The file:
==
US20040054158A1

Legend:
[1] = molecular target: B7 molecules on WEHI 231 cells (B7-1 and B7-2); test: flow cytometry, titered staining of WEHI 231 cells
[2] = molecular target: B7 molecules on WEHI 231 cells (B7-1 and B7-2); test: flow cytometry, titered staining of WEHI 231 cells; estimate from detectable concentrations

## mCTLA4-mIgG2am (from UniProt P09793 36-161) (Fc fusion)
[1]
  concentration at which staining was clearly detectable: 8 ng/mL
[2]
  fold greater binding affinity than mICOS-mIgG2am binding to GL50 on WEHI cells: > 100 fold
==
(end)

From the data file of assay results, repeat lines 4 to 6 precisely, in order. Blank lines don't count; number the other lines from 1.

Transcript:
[2] = molecular target: B7 molecules on WEHI 231 cells (B7-1 and B7-2); test: flow cytometry, titered staining of WEHI 231 cells; estimate from detectable concentrations

## mCTLA4-mIgG2am (from UniProt P09793 36-161) (Fc fusion)
[1]